Thirty years ago I “hid” a fifty-dollar bill between the pages of a red leather, gilt-stamped journal that now sits, along with all my other old journals, on a shelf in my bedroom closet. Every so often, I still leaf through, hoping to find that fifty bucks.
I think of all the other things I’ve lost in my life: the moss agate bracelet my parents gave me for my 23rd birthday, left behind one hazy night—dropped? impulsively given away?—in the bar of the Copley Square Hotel. The ninety dollars of waitressing money that fell out of my pocket near the old Boston Garden in the fall of 1988 and I mourned for months because it was some of the last money I ever made waitressing and I’d waitressed for 15 years. The black leather jacket (how? where?) somewhere between my apartment and the Southwestern Law Library, right after I’d first moved to L.A. and was studying for the California bar.
I won’t count the things that were stolen, which is another kind of loss; or the things I gave away to the wrong person: my virginity, for instance; or the things I knew I was going to lose in advance, like a little chunk of my left breast when they cut out that tumor. A few years ago, for the first time ever, I lost a library book–Roberto Bolaño’s By Night in Chile–which I hated not so much because the book cost 35 bucks to replace (plus I didn’t like it) but because the loss blemished the perfect library record I’d had since I was 6 (I found it later, under a floor mat in my car, and got a refund). It’s as if all those lost things tell their own story; form a path linking my past and future, like Hansel’s and Gretel’s crumbs.
Why do we lose things so much more often than we find them?
Why can’t we be more careful?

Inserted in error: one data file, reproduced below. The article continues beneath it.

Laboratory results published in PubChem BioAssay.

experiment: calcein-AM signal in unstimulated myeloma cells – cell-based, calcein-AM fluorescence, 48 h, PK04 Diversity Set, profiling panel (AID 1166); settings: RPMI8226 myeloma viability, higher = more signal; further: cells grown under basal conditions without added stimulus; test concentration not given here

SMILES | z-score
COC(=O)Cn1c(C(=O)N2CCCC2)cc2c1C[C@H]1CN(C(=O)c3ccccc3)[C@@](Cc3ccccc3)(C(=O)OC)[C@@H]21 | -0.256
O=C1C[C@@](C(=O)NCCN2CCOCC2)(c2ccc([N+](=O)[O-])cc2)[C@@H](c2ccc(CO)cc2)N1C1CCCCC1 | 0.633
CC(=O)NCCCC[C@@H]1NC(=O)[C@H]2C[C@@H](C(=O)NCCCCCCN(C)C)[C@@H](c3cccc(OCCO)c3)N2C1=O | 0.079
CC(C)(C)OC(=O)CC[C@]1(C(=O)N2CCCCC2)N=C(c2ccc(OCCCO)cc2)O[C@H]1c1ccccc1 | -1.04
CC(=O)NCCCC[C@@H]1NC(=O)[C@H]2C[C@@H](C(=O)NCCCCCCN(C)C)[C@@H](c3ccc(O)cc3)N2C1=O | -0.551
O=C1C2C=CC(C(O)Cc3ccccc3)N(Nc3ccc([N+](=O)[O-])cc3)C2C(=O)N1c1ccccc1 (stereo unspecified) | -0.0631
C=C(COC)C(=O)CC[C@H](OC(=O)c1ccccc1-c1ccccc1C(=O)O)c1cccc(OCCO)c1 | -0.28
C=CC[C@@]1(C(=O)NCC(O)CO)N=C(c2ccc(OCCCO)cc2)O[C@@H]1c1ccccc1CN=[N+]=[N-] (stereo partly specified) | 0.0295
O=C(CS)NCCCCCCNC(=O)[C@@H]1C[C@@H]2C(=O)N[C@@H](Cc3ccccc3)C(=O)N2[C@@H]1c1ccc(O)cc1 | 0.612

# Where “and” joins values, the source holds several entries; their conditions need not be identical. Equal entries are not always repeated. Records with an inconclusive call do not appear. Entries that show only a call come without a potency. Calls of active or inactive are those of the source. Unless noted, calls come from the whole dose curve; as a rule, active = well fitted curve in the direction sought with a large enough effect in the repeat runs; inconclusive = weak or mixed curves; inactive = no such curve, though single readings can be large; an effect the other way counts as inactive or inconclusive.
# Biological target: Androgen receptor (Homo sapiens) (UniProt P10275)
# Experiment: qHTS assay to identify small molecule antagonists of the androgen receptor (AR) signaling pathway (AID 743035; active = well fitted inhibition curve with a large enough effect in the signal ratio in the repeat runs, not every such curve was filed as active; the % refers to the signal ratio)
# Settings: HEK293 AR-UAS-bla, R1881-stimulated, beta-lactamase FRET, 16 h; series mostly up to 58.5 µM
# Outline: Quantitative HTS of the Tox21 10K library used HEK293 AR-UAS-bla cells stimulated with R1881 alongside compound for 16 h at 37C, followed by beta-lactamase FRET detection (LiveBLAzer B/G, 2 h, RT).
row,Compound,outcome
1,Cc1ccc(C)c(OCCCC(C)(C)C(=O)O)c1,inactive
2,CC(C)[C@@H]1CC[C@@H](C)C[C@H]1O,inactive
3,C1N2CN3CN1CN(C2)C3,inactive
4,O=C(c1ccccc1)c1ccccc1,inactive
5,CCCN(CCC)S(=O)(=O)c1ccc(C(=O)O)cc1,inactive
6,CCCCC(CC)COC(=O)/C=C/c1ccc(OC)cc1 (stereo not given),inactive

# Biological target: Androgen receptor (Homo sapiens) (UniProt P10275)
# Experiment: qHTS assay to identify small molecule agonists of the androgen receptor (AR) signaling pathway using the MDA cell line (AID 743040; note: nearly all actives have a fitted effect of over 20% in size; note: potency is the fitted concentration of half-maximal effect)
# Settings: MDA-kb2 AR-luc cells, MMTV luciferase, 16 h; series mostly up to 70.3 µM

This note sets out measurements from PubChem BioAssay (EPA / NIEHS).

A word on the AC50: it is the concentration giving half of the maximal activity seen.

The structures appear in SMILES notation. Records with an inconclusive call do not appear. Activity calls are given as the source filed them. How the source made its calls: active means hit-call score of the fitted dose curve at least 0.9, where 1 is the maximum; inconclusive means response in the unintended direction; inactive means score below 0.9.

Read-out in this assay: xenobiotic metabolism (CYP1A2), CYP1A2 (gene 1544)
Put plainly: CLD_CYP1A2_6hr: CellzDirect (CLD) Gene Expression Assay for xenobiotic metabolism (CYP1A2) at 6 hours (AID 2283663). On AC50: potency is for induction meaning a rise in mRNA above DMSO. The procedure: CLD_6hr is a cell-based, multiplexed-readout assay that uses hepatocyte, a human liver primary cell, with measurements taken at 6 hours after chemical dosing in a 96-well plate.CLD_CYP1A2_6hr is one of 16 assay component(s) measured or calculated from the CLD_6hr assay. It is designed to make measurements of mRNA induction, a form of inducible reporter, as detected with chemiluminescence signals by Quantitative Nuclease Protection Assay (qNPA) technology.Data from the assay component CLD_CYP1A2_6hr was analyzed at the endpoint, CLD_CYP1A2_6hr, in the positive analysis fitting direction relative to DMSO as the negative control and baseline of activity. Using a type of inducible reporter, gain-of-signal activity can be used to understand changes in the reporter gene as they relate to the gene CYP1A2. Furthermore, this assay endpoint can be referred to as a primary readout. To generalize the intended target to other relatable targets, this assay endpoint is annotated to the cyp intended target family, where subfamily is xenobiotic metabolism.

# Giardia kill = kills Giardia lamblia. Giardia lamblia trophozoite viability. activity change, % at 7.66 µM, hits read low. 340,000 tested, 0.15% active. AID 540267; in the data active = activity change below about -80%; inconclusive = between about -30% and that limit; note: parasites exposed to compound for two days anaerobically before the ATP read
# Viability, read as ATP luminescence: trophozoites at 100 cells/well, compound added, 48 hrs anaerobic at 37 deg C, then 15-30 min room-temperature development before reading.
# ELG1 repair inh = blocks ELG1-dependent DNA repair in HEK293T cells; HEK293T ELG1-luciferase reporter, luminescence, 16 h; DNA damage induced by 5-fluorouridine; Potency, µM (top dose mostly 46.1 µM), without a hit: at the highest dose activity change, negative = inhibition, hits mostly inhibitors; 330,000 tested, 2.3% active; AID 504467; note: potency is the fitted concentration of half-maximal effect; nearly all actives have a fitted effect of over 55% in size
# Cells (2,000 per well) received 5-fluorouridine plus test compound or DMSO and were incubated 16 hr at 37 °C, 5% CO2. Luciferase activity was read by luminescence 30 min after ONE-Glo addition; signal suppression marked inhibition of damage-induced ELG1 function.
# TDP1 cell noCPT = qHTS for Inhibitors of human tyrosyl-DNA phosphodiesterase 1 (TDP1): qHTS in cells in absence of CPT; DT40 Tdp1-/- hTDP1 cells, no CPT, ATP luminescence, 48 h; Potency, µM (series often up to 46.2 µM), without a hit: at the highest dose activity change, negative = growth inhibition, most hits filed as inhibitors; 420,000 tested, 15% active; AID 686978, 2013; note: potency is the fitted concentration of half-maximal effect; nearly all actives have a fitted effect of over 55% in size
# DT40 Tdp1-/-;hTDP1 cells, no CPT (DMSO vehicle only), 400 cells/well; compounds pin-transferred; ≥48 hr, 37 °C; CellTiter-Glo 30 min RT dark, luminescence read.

Do the things we’ve lost feel like they’ve lost us?
Maybe in some other dimension everything’s there, keeping each other company: the whirligig for the Krups food processor I accidentally emptied into the garbage, along with the plum pudding, that really bad Christmas in the mid-90’s. The 250-dollar reading glasses with the thick black frames I’m pretty sure I left at a Starbucks on the main drag in the mountain town of Temecula, California. The green ribbed sweater that disappeared one night in the Twin Towers jail in downtown L.A.
The clothes, the books, the jewelry, the money: maybe they’re all in some cosmic lost-and-found; maybe in an alternate realm, a small carefully-tended pile, labeled with our names, awaits each of us. Maybe everything finds its way back: the fragments of broken heart, the minds that wandered off and never returned, the roads not taken. Maybe in another world, we get to start over: the illusion that our parents were perfect, that he’d never look at another woman, that we weren’t going to die.
“I’m so sorry to hear it,” Andy Warhol said when he learned that everybody dies. “I just thought things were magic and that it would never happen.”